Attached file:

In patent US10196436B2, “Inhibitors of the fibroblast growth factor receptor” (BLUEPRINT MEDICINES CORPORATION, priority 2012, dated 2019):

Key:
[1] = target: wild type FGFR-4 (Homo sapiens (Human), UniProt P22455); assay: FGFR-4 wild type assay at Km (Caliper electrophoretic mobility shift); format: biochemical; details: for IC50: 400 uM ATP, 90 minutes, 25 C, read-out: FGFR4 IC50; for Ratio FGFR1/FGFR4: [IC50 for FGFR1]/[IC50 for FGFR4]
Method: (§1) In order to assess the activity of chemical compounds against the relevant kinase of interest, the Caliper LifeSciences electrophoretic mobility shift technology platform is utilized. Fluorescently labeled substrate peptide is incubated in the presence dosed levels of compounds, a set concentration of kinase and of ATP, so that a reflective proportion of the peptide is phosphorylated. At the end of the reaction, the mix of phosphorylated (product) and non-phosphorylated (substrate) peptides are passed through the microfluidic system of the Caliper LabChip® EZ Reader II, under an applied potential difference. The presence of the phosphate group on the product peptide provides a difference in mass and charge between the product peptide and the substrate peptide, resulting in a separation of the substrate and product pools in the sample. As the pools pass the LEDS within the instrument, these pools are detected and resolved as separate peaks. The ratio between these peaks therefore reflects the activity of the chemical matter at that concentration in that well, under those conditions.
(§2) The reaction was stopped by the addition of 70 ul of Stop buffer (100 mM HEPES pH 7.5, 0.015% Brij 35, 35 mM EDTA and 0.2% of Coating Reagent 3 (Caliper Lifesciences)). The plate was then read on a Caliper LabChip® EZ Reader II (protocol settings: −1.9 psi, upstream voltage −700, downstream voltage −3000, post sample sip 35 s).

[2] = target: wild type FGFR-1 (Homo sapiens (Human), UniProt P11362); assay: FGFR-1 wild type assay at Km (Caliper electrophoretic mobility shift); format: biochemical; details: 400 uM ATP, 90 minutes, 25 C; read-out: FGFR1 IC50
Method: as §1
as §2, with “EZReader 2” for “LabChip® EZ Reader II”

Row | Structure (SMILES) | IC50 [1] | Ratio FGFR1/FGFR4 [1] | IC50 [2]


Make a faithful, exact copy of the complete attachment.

In patent US10196436B2, “Inhibitors of the fibroblast growth factor receptor” (BLUEPRINT MEDICINES CORPORATION, priority 2012, dated 2019):

Key:
[1] = target: wild type FGFR-4 (Homo sapiens (Human), UniProt P22455); assay: FGFR-4 wild type assay at Km (Caliper electrophoretic mobility shift); format: biochemical; details: for IC50: 400 uM ATP, 90 minutes, 25 C, read-out: FGFR4 IC50; for Ratio FGFR1/FGFR4: [IC50 for FGFR1]/[IC50 for FGFR4]
Method: (§1) In order to assess the activity of chemical compounds against the relevant kinase of interest, the Caliper LifeSciences electrophoretic mobility shift technology platform is utilized. Fluorescently labeled substrate peptide is incubated in the presence dosed levels of compounds, a set concentration of kinase and of ATP, so that a reflective proportion of the peptide is phosphorylated. At the end of the reaction, the mix of phosphorylated (product) and non-phosphorylated (substrate) peptides are passed through the microfluidic system of the Caliper LabChip® EZ Reader II, under an applied potential difference. The presence of the phosphate group on the product peptide provides a difference in mass and charge between the product peptide and the substrate peptide, resulting in a separation of the substrate and product pools in the sample. As the pools pass the LEDS within the instrument, these pools are detected and resolved as separate peaks. The ratio between these peaks therefore reflects the activity of the chemical matter at that concentration in that well, under those conditions.
(§2) The reaction was stopped by the addition of 70 ul of Stop buffer (100 mM HEPES pH 7.5, 0.015% Brij 35, 35 mM EDTA and 0.2% of Coating Reagent 3 (Caliper Lifesciences)). The plate was then read on a Caliper LabChip® EZ Reader II (protocol settings: −1.9 psi, upstream voltage −700, downstream voltage −3000, post sample sip 35 s).

[2] = target: wild type FGFR-1 (Homo sapiens (Human), UniProt P11362); assay: FGFR-1 wild type assay at Km (Caliper electrophoretic mobility shift); format: biochemical; details: 400 uM ATP, 90 minutes, 25 C; read-out: FGFR1 IC50
Method: as §1
as §2, with “EZReader 2” for “LabChip® EZ Reader II”

Row | Structure (SMILES) | IC50 [1] | Ratio FGFR1/FGFR4 [1] | IC50 [2]